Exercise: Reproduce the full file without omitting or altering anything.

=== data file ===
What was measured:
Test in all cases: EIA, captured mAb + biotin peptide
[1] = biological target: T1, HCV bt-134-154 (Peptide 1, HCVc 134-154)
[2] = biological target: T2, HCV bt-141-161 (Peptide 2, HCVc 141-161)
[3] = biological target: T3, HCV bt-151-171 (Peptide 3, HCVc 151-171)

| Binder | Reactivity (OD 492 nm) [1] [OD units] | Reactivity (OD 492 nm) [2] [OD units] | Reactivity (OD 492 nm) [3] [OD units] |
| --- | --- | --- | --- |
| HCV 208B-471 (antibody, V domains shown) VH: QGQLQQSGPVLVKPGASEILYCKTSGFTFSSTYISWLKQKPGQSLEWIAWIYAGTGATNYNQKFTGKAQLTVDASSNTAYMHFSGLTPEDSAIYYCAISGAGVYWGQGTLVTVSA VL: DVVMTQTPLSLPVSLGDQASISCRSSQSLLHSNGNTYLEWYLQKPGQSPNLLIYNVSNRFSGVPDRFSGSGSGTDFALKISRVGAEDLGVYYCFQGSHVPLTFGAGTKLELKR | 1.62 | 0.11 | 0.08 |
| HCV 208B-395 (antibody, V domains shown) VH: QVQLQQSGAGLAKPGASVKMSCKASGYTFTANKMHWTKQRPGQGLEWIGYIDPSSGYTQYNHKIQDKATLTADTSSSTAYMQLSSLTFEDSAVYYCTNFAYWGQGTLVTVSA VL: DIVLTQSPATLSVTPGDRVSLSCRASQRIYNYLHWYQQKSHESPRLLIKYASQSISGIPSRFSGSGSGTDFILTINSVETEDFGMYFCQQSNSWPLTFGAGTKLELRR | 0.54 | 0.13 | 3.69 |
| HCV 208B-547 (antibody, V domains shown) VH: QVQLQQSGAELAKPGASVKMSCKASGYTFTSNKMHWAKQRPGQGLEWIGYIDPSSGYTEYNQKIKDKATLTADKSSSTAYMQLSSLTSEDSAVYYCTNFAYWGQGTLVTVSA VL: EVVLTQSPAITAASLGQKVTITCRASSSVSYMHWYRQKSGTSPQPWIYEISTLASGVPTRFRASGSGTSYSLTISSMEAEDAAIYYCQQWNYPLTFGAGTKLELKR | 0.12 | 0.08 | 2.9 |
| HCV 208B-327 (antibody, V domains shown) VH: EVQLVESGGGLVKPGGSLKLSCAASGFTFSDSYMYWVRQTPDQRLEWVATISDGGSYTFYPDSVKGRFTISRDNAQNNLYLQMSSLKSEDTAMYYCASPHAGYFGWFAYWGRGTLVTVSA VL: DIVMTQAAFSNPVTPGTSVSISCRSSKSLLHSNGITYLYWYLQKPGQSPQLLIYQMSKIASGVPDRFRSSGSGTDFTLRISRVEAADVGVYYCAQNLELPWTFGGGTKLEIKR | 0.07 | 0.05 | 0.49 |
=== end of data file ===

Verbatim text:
What was measured:
Test in all cases: EIA, captured mAb + biotin peptide
[1] = biological target: T1, HCV bt-134-154 (Peptide 1, HCVc 134-154)
[2] = biological target: T2, HCV bt-141-161 (Peptide 2, HCVc 141-161)
[3] = biological target: T3, HCV bt-151-171 (Peptide 3, HCVc 151-171)

| Binder | Reactivity (OD 492 nm) [1] [OD units] | Reactivity (OD 492 nm) [2] [OD units] | Reactivity (OD 492 nm) [3] [OD units] |
| --- | --- | --- | --- |
| HCV 208B-471 (antibody, V domains shown) VH: QGQLQQSGPVLVKPGASEILYCKTSGFTFSSTYISWLKQKPGQSLEWIAWIYAGTGATNYNQKFTGKAQLTVDASSNTAYMHFSGLTPEDSAIYYCAISGAGVYWGQGTLVTVSA VL: DVVMTQTPLSLPVSLGDQASISCRSSQSLLHSNGNTYLEWYLQKPGQSPNLLIYNVSNRFSGVPDRFSGSGSGTDFALKISRVGAEDLGVYYCFQGSHVPLTFGAGTKLELKR | 1.62 | 0.11 | 0.08 |
| HCV 208B-395 (antibody, V domains shown) VH: QVQLQQSGAGLAKPGASVKMSCKASGYTFTANKMHWTKQRPGQGLEWIGYIDPSSGYTQYNHKIQDKATLTADTSSSTAYMQLSSLTFEDSAVYYCTNFAYWGQGTLVTVSA VL: DIVLTQSPATLSVTPGDRVSLSCRASQRIYNYLHWYQQKSHESPRLLIKYASQSISGIPSRFSGSGSGTDFILTINSVETEDFGMYFCQQSNSWPLTFGAGTKLELRR | 0.54 | 0.13 | 3.69 |
| HCV 208B-547 (antibody, V domains shown) VH: QVQLQQSGAELAKPGASVKMSCKASGYTFTSNKMHWAKQRPGQGLEWIGYIDPSSGYTEYNQKIKDKATLTADKSSSTAYMQLSSLTSEDSAVYYCTNFAYWGQGTLVTVSA VL: EVVLTQSPAITAASLGQKVTITCRASSSVSYMHWYRQKSGTSPQPWIYEISTLASGVPTRFRASGSGTSYSLTISSMEAEDAAIYYCQQWNYPLTFGAGTKLELKR | 0.12 | 0.08 | 2.9 |
| HCV 208B-327 (antibody, V domains shown) VH: EVQLVESGGGLVKPGGSLKLSCAASGFTFSDSYMYWVRQTPDQRLEWVATISDGGSYTFYPDSVKGRFTISRDNAQNNLYLQMSSLKSEDTAMYYCASPHAGYFGWFAYWGRGTLVTVSA VL: DIVMTQAAFSNPVTPGTSVSISCRSSKSLLHSNGITYLYWYLQKPGQSPQLLIYQMSKIASGVPDRFRSSGSGTDFTLRISRVEAADVGVYYCAQNLELPWTFGGGTKLEIKR | 0.07 | 0.05 | 0.49 |